As we toured farms that grew crops like coffee, mangos, sweet potatoes, and tobacco, the workers explained how they are required by contract to give a percentage of their harvest to the state, but that they are able to do what they wanted with the rest. We were also told that the state is trying to promote a system of local food production. We saw this at the vegetarian restaurant, Camino al Sol, where the owners created unique dishes using ingredients either grown by them or sourced locally. Several other restaurants that we visited in Cuba used ingredients obtained directly from their own farms!

After touring the markets and bodegas of Havana, it became apparent how difficult it is for a typical Cuban to obtain food. Some markets contained a variety of fruits, vegetables, and meats; however, the prices were so high that only the wealthier members of society could afford to shop there. Another concept that was completely new to me, was the MLC stores where Cubans can shop using a credit card that they could only load with foreign currency, mainly euros. These stores had a much greater variety of products compared to the bodegas. At a bodega, Cubans can use their ration cards to get basic items like chicken, eggs, rice, beans, and soap.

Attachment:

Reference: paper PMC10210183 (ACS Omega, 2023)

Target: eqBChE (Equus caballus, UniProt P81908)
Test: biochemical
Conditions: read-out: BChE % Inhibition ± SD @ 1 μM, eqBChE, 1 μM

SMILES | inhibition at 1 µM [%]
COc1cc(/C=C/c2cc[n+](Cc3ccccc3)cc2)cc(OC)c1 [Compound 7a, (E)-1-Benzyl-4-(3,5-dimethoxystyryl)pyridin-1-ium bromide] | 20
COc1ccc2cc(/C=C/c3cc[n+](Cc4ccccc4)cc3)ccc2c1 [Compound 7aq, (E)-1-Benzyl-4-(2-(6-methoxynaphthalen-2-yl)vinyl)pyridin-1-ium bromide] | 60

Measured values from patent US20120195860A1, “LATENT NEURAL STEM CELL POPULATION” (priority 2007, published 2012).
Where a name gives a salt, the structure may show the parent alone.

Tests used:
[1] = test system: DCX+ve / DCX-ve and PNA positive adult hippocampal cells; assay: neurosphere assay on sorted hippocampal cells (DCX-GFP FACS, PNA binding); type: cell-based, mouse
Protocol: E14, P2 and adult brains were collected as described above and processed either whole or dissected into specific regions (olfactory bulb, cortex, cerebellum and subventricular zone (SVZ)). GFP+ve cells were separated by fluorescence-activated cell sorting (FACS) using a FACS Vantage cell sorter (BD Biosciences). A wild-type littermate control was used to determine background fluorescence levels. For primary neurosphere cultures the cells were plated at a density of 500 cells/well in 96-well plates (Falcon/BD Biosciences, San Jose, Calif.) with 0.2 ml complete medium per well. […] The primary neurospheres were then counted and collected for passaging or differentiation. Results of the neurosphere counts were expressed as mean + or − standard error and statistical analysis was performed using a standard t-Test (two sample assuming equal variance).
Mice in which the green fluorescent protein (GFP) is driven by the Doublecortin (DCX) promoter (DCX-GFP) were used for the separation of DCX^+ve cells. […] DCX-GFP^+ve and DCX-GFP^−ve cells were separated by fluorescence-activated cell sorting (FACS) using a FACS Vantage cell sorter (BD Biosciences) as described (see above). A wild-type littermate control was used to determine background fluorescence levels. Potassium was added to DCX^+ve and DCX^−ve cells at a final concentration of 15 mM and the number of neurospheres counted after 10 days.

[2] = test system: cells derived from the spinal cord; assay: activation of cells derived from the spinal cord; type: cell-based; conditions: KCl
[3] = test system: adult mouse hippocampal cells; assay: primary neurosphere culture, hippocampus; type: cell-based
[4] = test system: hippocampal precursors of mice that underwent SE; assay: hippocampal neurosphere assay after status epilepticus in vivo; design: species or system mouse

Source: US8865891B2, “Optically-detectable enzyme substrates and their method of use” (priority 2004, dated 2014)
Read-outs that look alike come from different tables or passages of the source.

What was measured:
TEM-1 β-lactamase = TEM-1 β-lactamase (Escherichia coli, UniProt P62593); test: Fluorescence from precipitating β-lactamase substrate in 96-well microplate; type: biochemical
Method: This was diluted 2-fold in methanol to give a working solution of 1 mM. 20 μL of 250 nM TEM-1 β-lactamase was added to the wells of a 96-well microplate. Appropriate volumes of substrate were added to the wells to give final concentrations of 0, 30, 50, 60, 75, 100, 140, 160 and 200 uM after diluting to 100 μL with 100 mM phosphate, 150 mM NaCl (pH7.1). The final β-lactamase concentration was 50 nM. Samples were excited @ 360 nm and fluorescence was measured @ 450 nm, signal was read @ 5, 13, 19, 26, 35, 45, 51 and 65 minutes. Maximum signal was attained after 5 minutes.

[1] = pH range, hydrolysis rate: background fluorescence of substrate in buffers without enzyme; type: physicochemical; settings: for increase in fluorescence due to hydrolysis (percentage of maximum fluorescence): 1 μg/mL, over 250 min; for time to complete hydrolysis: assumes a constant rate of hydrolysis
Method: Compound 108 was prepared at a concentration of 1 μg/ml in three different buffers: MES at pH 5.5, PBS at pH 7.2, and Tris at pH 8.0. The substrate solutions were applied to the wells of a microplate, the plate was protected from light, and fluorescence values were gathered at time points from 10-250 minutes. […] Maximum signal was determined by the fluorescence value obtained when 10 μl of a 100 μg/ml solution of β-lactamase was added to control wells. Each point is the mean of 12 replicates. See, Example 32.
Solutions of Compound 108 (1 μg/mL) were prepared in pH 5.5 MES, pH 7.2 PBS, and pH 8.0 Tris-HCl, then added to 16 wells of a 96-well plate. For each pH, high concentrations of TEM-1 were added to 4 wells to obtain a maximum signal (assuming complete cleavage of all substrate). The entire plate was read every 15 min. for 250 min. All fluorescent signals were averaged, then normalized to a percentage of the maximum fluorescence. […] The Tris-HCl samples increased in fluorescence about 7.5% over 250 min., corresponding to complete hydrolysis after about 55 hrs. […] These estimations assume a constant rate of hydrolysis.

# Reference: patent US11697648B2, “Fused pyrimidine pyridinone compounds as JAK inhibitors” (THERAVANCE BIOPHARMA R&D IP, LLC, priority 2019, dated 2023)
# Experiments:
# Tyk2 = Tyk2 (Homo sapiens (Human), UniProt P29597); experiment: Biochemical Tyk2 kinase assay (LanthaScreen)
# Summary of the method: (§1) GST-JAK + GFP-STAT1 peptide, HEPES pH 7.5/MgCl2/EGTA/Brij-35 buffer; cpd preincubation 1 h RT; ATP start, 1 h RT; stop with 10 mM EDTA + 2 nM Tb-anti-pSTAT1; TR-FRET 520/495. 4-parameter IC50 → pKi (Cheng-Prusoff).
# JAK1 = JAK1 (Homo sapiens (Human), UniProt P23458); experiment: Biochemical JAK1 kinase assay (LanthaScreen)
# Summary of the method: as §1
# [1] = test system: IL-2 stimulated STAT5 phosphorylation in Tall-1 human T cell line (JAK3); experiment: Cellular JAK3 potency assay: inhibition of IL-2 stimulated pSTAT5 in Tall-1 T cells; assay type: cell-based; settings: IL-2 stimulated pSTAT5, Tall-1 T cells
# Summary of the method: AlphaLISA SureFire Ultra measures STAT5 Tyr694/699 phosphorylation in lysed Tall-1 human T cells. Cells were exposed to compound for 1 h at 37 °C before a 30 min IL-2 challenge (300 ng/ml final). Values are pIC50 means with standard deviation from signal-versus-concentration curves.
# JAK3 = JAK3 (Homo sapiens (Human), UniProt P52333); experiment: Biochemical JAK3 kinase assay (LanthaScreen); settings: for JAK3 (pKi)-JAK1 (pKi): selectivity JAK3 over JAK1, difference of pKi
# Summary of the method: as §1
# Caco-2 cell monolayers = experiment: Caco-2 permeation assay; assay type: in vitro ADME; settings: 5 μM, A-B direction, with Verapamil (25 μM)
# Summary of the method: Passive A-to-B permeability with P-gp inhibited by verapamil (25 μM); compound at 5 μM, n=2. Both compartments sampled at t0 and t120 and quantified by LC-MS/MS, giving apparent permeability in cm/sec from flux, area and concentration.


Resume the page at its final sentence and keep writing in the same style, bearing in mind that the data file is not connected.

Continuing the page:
Our meals were very similar from day to day. They usually consisted of rice, beans, chicken or pork, plantains, cassava, sweet potatoes, and coffee. Sometimes there would be small amounts of fruits and vegetables included, but it wasn’t common. The rice was often combined with beans to create a dish named congrí. Several of the farms we visited grew sugarcane, and I noticed that many of the foods we tried were very sweet tasting. Our guides later explained that sweets are very popular amongst Cubans!